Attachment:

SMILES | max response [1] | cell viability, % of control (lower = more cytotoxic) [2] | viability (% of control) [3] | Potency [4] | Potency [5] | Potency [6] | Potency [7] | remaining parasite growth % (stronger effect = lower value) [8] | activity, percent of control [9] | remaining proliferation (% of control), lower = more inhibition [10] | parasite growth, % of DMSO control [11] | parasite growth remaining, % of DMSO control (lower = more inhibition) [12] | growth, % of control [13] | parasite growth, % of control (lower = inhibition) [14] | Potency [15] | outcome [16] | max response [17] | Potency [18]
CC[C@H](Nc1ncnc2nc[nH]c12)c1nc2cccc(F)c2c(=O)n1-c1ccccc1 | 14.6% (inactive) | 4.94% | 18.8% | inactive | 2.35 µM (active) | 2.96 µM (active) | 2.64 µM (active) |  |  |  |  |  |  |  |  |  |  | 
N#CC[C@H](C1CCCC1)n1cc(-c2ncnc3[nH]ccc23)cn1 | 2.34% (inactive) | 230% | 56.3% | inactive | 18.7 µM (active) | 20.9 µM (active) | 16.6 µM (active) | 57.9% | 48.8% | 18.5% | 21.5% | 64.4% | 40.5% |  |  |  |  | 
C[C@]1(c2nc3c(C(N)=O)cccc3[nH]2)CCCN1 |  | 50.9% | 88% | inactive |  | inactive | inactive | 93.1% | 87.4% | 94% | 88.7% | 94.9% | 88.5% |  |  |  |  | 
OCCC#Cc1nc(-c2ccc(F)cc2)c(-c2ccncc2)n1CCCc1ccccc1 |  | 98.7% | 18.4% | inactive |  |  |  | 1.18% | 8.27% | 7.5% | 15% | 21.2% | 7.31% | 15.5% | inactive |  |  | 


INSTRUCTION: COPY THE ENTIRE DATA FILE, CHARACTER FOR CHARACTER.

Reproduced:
SMILES | max response [1] | cell viability, % of control (lower = more cytotoxic) [2] | viability (% of control) [3] | Potency [4] | Potency [5] | Potency [6] | Potency [7] | remaining parasite growth % (stronger effect = lower value) [8] | activity, percent of control [9] | remaining proliferation (% of control), lower = more inhibition [10] | parasite growth, % of DMSO control [11] | parasite growth remaining, % of DMSO control (lower = more inhibition) [12] | growth, % of control [13] | parasite growth, % of control (lower = inhibition) [14] | Potency [15] | outcome [16] | max response [17] | Potency [18]
CC[C@H](Nc1ncnc2nc[nH]c12)c1nc2cccc(F)c2c(=O)n1-c1ccccc1 | 14.6% (inactive) | 4.94% | 18.8% | inactive | 2.35 µM (active) | 2.96 µM (active) | 2.64 µM (active) |  |  |  |  |  |  |  |  |  |  | 
N#CC[C@H](C1CCCC1)n1cc(-c2ncnc3[nH]ccc23)cn1 | 2.34% (inactive) | 230% | 56.3% | inactive | 18.7 µM (active) | 20.9 µM (active) | 16.6 µM (active) | 57.9% | 48.8% | 18.5% | 21.5% | 64.4% | 40.5% |  |  |  |  | 
C[C@]1(c2nc3c(C(N)=O)cccc3[nH]2)CCCN1 |  | 50.9% | 88% | inactive |  | inactive | inactive | 93.1% | 87.4% | 94% | 88.7% | 94.9% | 88.5% |  |  |  |  | 
OCCC#Cc1nc(-c2ccc(F)cc2)c(-c2ccncc2)n1CCCc1ccccc1 |  | 98.7% | 18.4% | inactive |  |  |  | 1.18% | 8.27% | 7.5% | 15% | 21.2% | 7.31% | 15.5% | inactive |  |  | 